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Forecasting Biological Invasions with Increasing International Trade

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We used historical data to parameterize species-accumulation models relating international trade to the establishment rates of nonindigenous species in the United States over the past century. We then coupled these relationships with published trade forecasts to predict future invasion rates for insects, plant pathogens, and mollusks. Relationships between the accumulation of non-native species and merchandise imports were reasonably described by log-log and log-linear species-area models and Michaelis-Menten accumulation functions. However, the latter two models produced markedly better fits. When coupled with projected trade forecasts, the log-linear species-area model predicted 16–24% taxon-specific increases in the number of nonindigenous species established in the United States from 2000 to 2020. The Michaelis-Menten model predicted much lower 3–6% increases, but even this meant 115 new insect species and 5 new plant pathogens. These results suggest that the ecological and economic costs associated with human-caused biological invasions may continue to rise substantially over the coming decades.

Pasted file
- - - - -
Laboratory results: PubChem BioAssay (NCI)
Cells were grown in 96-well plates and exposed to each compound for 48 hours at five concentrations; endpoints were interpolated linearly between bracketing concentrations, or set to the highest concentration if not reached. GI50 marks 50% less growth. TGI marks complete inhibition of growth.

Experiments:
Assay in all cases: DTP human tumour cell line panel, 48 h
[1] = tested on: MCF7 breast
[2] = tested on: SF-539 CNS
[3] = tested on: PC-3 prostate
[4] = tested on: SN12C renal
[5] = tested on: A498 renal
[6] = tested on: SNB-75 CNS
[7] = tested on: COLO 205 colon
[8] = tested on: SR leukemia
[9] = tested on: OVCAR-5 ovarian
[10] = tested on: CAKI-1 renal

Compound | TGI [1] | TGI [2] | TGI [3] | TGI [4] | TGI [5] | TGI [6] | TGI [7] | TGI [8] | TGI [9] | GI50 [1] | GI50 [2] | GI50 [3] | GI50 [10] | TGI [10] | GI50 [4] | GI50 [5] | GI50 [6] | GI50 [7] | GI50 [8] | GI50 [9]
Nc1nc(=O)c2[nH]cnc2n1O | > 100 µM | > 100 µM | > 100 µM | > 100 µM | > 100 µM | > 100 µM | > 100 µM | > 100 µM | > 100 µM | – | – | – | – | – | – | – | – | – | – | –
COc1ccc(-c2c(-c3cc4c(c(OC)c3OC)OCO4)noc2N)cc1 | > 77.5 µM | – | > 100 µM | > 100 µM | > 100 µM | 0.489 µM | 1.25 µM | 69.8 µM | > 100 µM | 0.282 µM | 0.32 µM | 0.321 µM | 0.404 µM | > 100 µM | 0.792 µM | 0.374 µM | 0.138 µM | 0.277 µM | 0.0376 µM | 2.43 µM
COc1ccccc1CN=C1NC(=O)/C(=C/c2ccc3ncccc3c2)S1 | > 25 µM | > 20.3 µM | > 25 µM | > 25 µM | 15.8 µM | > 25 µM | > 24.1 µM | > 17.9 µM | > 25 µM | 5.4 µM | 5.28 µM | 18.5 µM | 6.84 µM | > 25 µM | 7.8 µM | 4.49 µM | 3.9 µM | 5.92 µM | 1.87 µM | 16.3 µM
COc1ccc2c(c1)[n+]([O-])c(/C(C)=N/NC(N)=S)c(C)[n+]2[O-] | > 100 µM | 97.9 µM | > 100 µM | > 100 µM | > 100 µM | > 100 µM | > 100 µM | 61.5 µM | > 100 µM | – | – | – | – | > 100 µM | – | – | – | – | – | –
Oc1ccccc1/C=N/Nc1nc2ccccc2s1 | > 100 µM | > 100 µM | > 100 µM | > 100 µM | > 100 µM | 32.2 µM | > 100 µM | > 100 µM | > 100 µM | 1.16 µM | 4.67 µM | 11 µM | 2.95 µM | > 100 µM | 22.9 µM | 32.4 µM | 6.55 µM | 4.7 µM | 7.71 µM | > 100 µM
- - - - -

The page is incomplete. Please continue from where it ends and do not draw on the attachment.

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Document Type: Research Article

Affiliations: 1: Department of Organismic Biology, Ecology, and Evolution, Box 951606, 621 Charles E. Young Drive South, University of California, Los Angeles, CA 90095–1606, U.S.A., 2: Department of Integrative Biology, University of California, Berkeley, CA 94720, U.S.A.

Publication date: February 1, 2003

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